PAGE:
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Marine Biology

, Volume 143, Issue 1, pp 73–77 | Cite as

Tiburonia granrojo n. sp., a mesopelagic scyphomedusa from the Pacific Ocean representing the type of a new subfamily (class Scyphozoa: order Semaeostomeae: family Ulmaridae: subfamily Tiburoniinae subfam. nov.)

  • G. I. Matsumoto
  • K. A. Raskoff
  • D. J. Lindsay
Article

Abstract

Submersible observations off Japan, Hawaii, and California, USA, at depths of 645–1497 m, have revealed a previously undescribed species of large semaeostome scyphomedusa. These observations were made from 1993 to 2002. The medusa, Tiburonia granrojo n. sp. is sufficiently different from other species in the family Ulmariidae to justify the creation of a new subfamily (Tiburoniinae). This subfamily and species are distinct in overall bell morphology and color, lacking any marginal tentacles, and having four to seven short, thick oral arms that extend beyond the bell margin. The entire medusa, including the mesoglea, is a deep red. A new key to the subfamilies of the Ulmaridae and large subunit rRNA sequence information for T. granrojo are provided. That new species of this size and mass are still being discovered in the deep waters of the world suggests that deep-water species remain undescribed.1

Footnotes
  1. 1.

    Additional information is available at http://www.mbari.org/midwater

Keywords

Remotely Operate Vehicle Bell Diameter Ring Canal Radial Canal Multiple Polymerase Chain Reaction 
These keywords were added by machine and not by the authors. This process is experimental and the keywords may be updated as the learning algorithm improves.

Notes

Acknowledgements

We would like to thank the crews and pilots of the R.V. "Point Lobos" and the ROV "Ventana" as well as the R.V. "Western Flyer" and the ROV "Tiburon" for their expertise and patience involved with the filming and occasional collection of this unusual medusa. Thanks are also due to the captains and crews of the R.V. "Kaiyo" and the R.V. "Kairei" as well as the operations teams of the ROVs "HyperDolphin" and "Kaiko" for their dedicated efforts. This work has been supported by the Monterey Bay Aquarium Research Institute and the Japan Marine Science and Technology Center. The graphics expertise of K. Carlson with Figs. 2 and 3 has enhanced this paper, and we hope that future species descriptions will include similar illustrations when appropriate. Comments from two anonymous reviewers have improved the manuscript.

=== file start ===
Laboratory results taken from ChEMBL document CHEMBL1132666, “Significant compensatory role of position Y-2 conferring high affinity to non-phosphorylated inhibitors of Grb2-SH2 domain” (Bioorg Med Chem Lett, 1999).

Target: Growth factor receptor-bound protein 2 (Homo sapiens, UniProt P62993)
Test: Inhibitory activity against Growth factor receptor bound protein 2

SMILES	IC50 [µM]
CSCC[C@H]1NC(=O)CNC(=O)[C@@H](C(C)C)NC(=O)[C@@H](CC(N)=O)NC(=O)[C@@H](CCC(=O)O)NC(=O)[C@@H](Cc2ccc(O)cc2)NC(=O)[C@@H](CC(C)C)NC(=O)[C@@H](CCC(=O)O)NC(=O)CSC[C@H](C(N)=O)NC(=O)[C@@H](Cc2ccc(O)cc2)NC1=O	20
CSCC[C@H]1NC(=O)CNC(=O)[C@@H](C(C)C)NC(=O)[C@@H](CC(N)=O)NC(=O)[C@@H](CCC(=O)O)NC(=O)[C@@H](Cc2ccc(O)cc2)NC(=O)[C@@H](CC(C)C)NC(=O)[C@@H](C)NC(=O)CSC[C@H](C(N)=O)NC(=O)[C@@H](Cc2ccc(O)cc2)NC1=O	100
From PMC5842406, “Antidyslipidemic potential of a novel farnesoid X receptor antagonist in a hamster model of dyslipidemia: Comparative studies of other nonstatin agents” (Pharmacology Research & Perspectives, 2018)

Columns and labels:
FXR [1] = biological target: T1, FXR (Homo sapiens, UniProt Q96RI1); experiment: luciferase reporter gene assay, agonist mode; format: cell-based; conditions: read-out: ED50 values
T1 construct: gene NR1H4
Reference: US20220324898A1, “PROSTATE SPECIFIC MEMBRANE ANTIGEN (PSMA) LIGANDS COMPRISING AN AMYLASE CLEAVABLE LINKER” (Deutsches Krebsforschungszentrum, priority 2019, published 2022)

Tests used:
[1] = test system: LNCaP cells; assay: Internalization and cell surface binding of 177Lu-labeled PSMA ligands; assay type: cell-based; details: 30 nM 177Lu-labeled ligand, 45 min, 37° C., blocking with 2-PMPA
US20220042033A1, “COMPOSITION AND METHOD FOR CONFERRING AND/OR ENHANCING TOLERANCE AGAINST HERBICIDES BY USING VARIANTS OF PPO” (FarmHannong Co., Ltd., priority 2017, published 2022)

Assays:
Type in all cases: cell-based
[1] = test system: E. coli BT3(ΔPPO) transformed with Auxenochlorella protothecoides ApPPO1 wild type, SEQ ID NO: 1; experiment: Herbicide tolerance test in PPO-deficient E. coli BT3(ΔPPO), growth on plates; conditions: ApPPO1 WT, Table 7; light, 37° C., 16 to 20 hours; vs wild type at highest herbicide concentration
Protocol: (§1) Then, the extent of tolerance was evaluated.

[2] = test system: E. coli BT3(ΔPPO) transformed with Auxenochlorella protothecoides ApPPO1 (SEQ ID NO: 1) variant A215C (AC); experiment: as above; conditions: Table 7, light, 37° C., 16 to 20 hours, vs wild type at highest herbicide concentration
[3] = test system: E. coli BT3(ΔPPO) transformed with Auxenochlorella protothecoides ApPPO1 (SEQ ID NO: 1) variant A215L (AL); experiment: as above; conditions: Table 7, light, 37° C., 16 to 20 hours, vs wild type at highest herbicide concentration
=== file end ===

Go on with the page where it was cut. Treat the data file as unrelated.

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Copyright information

© Springer-Verlag 2003

Authors and Affiliations

  • G. I. Matsumoto
    • 1
  • K. A. Raskoff
    • 1
  • D. J. Lindsay
    • 2
  1. 1.Monterey Bay Aquarium Research InstituteMoss LandingUSA
  2. 2.Japan Marine Science and Technology CenterMarine Ecosystems Research DepartmentYokosuka-shiJapan

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